Japan trailed 33-22 entering the second quarter.

Tominaga carried the scoring load for the Akatsuki Five early on, scoring 17 of the team’s first 25 points.

Hovasse was impressed with Tominaga’s offensive performance. After the game, he summed it up this way: “When he gets on fire, holy man, oh, man. … I’m really excited to see his growth.”

By halftime, Tominaga was 4 of 8 from 3-point range. He still had 17 points at intermission, when Australia led 49-34.

Hovasse tried to fire up his players at halftime.

“I got a little excited,” he said later with a laugh. “It wasn’t about Xs and Os at all, it was about finishing this game with pride and finishing it the way we can play.”

He added, “I think they responded to that. That was a fun second half.”

Tominaga Bounces Back

Coming off a frustrating zero-point outing (0-for-5 shooting) outing against the Philippines on Tuesday, when Japan had to win to earn a berth in the quarterfinals, Tominaga bounced back and displayed an aggressive mindset on offense.

He later described how he approached the quarterfinal showdown with Australia.

“I was not nervous,” said Tominaga. “There was no pressure regarding my playing, but yeah, last time, I stepped onto the court, I could not help much with my shooting, but after that I switched my mindset, and well frankly, it was big. …. It was really refreshing and nice to feel that I had played my role.”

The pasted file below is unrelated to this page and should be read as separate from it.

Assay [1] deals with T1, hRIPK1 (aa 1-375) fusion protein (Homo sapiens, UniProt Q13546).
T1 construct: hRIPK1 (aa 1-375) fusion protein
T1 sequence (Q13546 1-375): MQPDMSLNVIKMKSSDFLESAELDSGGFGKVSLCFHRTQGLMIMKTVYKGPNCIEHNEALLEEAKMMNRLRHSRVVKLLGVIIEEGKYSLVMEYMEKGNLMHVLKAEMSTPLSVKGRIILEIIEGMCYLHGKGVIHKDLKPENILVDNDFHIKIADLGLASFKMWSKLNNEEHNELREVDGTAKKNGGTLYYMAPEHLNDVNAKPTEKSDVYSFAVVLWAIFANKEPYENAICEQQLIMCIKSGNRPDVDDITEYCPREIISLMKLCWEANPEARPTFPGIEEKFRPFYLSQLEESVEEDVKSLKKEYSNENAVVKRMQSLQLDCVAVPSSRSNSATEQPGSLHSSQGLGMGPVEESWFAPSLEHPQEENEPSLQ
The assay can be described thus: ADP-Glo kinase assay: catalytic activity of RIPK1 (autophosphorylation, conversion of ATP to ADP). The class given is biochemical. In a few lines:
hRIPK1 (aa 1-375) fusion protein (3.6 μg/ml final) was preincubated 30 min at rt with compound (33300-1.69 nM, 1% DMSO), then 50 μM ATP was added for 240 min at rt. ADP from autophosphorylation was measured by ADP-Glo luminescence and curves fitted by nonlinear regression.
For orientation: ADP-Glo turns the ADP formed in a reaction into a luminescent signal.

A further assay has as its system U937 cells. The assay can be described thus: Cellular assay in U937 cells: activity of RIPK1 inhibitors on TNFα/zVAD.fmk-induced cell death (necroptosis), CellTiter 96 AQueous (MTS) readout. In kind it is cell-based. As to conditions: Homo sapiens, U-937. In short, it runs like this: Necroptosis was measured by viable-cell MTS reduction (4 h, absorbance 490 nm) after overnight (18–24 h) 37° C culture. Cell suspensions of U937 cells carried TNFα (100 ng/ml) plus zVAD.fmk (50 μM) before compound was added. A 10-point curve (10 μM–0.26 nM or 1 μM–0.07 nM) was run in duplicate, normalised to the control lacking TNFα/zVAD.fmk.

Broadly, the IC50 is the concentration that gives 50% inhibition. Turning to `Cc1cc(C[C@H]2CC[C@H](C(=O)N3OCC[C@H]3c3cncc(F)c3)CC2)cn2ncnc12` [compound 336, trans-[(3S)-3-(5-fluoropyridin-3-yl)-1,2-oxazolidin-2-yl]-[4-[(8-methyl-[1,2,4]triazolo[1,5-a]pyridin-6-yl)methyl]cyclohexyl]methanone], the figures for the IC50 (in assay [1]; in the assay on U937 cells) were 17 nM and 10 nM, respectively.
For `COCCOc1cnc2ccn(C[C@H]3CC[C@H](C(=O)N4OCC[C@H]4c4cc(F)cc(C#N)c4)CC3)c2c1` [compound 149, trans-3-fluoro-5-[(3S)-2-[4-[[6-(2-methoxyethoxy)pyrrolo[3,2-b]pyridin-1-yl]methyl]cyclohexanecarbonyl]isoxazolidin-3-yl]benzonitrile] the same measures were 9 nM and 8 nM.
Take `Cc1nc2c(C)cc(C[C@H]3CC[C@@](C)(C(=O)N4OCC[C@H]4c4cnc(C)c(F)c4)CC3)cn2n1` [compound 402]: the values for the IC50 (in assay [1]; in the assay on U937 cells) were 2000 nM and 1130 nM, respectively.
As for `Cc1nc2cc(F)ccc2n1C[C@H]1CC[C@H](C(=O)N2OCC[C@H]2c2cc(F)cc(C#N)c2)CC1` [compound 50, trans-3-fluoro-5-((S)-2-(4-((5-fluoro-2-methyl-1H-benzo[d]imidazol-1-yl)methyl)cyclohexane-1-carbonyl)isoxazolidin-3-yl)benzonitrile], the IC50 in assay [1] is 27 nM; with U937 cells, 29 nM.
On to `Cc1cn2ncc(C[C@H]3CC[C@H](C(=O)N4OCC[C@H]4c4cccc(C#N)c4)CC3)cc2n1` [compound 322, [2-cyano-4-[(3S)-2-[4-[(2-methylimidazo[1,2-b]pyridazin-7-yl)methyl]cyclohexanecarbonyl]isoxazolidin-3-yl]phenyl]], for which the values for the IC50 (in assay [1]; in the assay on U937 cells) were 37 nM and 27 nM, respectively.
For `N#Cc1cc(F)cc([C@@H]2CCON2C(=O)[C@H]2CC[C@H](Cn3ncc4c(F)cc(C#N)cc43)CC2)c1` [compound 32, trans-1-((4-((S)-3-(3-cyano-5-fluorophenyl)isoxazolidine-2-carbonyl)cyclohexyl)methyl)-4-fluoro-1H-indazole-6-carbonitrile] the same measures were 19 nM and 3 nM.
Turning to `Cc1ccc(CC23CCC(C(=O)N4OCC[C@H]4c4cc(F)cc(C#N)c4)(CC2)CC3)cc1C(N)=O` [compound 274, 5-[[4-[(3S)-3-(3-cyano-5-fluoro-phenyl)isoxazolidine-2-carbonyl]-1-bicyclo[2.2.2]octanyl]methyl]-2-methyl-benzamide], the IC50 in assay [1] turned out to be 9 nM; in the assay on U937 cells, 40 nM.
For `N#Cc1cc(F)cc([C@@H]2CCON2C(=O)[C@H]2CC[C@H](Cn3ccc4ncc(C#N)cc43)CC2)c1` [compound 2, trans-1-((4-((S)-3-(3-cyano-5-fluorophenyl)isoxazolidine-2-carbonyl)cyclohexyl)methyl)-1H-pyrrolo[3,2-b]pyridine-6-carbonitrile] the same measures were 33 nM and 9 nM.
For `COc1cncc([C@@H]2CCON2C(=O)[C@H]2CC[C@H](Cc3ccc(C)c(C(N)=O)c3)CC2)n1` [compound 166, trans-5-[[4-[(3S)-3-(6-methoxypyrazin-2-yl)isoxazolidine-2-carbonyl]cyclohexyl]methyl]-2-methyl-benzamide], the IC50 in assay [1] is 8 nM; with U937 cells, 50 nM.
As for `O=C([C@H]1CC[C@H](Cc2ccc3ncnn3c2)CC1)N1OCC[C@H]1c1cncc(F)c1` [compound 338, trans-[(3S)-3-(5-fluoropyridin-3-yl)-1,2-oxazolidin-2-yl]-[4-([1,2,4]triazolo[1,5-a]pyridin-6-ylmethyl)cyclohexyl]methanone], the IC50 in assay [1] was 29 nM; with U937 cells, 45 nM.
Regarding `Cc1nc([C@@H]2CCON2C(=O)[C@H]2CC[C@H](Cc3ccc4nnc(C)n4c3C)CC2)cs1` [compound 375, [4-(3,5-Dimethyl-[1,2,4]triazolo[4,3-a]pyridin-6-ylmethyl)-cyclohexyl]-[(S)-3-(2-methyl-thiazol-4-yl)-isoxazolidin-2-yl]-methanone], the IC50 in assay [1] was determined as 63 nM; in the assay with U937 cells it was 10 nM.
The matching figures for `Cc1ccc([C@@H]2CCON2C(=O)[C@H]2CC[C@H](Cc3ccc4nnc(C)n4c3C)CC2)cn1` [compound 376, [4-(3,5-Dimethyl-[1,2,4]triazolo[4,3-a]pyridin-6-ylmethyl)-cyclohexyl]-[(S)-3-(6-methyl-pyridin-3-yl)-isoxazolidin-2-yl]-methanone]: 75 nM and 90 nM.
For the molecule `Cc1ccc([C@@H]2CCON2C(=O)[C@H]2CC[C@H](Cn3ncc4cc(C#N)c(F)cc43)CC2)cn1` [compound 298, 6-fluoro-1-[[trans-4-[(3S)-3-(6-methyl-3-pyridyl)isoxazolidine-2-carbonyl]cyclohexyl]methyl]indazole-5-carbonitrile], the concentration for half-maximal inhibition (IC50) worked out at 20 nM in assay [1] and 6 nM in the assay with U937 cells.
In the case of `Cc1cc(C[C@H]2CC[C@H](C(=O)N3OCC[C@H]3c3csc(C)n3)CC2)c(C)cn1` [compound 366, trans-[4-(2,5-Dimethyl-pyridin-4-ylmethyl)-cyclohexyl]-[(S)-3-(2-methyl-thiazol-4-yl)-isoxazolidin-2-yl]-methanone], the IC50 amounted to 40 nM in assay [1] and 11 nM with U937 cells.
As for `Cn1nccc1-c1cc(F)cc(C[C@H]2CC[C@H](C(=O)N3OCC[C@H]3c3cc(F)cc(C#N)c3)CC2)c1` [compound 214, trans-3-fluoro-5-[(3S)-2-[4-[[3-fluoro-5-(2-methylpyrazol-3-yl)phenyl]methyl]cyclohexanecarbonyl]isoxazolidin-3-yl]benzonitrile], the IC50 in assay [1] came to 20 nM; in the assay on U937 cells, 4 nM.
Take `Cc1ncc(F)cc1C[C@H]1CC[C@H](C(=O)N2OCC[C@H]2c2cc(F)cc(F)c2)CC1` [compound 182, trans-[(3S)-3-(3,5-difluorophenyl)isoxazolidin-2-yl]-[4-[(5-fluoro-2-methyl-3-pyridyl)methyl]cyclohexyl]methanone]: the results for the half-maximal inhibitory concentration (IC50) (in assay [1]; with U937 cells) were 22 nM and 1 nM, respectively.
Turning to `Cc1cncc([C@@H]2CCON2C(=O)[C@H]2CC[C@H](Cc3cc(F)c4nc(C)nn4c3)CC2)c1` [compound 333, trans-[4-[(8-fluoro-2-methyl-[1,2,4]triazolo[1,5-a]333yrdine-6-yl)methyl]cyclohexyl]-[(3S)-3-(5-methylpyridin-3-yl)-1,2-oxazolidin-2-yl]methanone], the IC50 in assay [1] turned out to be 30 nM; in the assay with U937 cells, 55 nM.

Froling was Australia’s leading scorer (15 points) in the opening half. Maker, who won the game-opening tipoff against Japan center Luke Evans, had seven points and nine rebounds over the first two quarters.

In the immediate aftermath of Japan’s exit from the tournament, Hovasse focused on the positives.

“There are some young guys who have stepped up, so we are finding pieces of the puzzle,” he said.

“I think this was a successful tournament for us,” the coach concluded.

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Author:  Ed Odeven

Follow Ed on JAPAN Forward’s [Japan Sports Notebook] here on Sundays, in [Odds and Evens] here during the week, and Twitter @ed_odeven.